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No event, no matter how preposterous, will fail to find itself indispensable to some future happenstance. Hence, as I sit here sipping instant coffee in my makeshift prison cell, I am led to wonder when the daily accidents of my existence began whispering among themselves and conspiring to place me, and perhaps humanity, in such a dire and peculiar predicament.
This is nuts, really. This is some previously undiscovered variety of craziness. This is a singularity, something else entirely, and I just don’t get it. Everyone in town is laughing and dancing like there’s no tomorrow (and that cliché may well be a literality), and I’m left counting my fingers like some bewildered bumpkin. Consequently, it would be premature of me to assert what exactly this is, and so, borrowing an irritating habit from a very good friend of mine, I must leave this temporarily undefined.
Here’s the thing. I could theoretically retrace the path of occurrences leading to this from the beginning of time (and perhaps I well should), but I cannot risk courting such infinite regress. It’s a long story, as they say, but not that long, and so instead I shall retreat to a much safer point of departure from which to commence my telling: the weather. Yes, let’s talk about the weather. Let us linger for a nostalgic moment in the safety of the humdrum, the shelter of the mundane, where the commonplace is common and not some misty reminiscence.
The weather was awful. It was hot—sticky, stinky hot, hot like a smoggy sauna with an overdue litterbox stewing in the corner, and it stayed that way all summer. The season had been pranked by the El Niño weather devil in the Pacific Ocean. Dr. Blip Korterly, my best friend, says El Niño is Spanish for “global warming.” He’s joking. El Niño means “the child” (or more precisely, “the boy”), and indeed, the candy-brat climate was pegged on sugar and unable to simmer down. It was in this hyperactive atmosphere that Blip went mad. I hasten to add that he was not what you might term psychotic. Rather, he lost himself somewhere on the harmless side of lunacy, slightly south of innocuous but definitely north of demented.
It is at least possible that the disagreeable climate had something to do with the blossoming of Blip’s eccentricity. He certainly wasn’t the only person in our big Ohio town acting suddenly screwy. Last summer it seemed as if everyone was rocking their chairs frightfully close to the tip of their arcs. But lest I scapegoat the prevailing meteorological milieu, the sweaty weather cannot be held solely responsible for toppling Blip off his rocker. He had, after all, recently lost his job, and before then he was already tempting the point of no return. Never much of a cheerleader for cognitive conformity in the first place, he charged instead through the brambles and brush on the margins of consensus reality in search of berries most people wouldn’t touch even if they could reach them. This past summer, however, Blip ate the wrong berry and lost sight of the beaten path altogether, and however hazy the line between innovation and insanity may be, he was unmistakably sipping iced tea with the hatters and the hares.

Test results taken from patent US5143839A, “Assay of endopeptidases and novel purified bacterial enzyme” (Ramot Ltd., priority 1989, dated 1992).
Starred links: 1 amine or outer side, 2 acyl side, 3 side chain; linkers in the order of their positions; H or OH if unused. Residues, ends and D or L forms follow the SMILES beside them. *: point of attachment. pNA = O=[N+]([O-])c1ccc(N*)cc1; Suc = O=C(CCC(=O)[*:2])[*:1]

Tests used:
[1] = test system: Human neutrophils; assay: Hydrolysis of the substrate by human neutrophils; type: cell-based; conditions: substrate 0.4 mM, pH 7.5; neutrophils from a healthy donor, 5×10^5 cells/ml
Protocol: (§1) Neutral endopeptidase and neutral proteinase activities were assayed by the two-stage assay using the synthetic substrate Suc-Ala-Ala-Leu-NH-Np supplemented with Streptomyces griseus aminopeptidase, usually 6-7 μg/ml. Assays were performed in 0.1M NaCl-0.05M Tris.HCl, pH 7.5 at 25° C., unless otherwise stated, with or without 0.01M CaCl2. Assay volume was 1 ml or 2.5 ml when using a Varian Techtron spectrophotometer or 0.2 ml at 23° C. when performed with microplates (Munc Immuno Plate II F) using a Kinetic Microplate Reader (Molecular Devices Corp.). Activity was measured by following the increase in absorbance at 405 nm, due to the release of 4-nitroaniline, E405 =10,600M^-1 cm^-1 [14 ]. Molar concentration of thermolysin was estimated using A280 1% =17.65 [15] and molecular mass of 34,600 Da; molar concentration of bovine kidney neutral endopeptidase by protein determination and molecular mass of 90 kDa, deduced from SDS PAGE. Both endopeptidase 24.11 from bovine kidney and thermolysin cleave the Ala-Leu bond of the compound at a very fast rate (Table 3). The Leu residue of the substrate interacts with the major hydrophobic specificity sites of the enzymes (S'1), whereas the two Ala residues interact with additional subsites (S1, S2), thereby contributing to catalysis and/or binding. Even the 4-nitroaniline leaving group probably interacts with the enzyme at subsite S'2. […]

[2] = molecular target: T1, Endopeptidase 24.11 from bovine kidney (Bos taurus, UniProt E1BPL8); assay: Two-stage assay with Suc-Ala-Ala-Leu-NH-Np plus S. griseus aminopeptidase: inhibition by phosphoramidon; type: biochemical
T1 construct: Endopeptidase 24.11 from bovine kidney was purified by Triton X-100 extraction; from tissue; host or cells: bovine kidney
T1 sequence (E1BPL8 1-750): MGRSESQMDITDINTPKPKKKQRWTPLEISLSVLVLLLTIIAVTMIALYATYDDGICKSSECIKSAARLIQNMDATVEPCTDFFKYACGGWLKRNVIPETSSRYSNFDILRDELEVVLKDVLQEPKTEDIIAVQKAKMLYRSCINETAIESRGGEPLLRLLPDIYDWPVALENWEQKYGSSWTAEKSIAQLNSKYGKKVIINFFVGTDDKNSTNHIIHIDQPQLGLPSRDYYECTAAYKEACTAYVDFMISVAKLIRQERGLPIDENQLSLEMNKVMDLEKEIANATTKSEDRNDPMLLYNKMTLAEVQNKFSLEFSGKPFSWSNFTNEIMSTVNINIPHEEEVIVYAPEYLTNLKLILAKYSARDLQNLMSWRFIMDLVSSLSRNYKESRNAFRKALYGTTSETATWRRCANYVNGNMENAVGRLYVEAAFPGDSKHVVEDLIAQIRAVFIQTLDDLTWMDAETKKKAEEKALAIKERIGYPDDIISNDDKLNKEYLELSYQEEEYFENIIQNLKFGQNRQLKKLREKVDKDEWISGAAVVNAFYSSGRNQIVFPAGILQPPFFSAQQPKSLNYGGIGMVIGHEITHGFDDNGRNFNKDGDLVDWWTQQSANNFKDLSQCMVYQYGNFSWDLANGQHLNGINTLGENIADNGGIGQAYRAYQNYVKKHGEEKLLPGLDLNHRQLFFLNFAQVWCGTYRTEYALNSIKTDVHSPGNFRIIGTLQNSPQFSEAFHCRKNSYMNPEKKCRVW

Perhaps it was appropriate, then, when he became the accidental and anonymous ringleader of what his wife once referred to as “mass meshugas.” As far as I can tell, or as far as I’m willing to see, events began their inexorable dance toward this with a mania-inspired misdemeanor committed by Blip, unemployed and unesteemed professor of sociology and nouveau graffiti artist. He found a canvas for his artistic expression on an overpass near campus, a bridge under which most of the city’s commuters had to pass every afternoon. After covering all the FUCKS and I LOVE YOU TRACYs on the bridge’s side with black paint early one morning, he replaced them with a simple, unexplained expression, written in dripless white: UH-OH. Then he called at 4:00 A.M. to tell me about it, justifying his vandalism as “freedom of landscape” and refusing to explain what it was supposed to mean. He made me promise not to tell anyone, not even his wife, but it matters not who knows any of these trespassings and transgressions now.
For a few weeks, countless drivers on their way home from work could not help but read Blip’s tag along with the dozens of billboards for a dazzling variety of consumer crap. As it happened, it piqued their collective curiosity and gave the urban workforce pause to think. Drive-time disc jockeys quickly assumed the role of moderator as commuters called in from their cellular phones to argue about the significance of the graffiti. Untold speculation abounded as the dreary, air-conditioned masses projected their own anxieties onto the bridge, and it very quickly became the favorite topic of idle chatter as coworkers gabbed about the vandalism during their cigarette and coffee breaks like it was last night’s popular sitcom. Blip’s graffiti gave people something in common, however bizarre, and an esprit de corps never before known settled over the city like an intoxicating cloud of good cheer.